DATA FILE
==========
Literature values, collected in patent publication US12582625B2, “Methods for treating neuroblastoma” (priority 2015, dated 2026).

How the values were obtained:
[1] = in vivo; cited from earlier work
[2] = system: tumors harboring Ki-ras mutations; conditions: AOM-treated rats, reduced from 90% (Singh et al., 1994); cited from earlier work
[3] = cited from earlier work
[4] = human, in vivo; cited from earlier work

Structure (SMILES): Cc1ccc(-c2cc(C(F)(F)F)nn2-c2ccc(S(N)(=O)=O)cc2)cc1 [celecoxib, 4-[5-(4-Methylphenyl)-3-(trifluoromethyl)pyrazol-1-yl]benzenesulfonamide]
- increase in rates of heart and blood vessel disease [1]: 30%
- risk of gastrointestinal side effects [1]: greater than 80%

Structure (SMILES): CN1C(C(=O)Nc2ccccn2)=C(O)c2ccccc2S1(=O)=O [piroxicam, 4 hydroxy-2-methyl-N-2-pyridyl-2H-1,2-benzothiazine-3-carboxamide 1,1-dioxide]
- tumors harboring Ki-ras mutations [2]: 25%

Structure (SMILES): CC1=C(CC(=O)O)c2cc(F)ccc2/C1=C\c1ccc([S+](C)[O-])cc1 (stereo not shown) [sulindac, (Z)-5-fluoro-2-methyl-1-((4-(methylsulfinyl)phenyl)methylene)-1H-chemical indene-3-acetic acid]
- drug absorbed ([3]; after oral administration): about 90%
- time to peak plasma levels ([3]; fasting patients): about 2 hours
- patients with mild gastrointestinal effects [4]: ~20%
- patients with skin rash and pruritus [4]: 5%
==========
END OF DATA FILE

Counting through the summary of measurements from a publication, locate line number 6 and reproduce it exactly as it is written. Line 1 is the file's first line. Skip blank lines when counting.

[4] = human, in vivo; cited from earlier work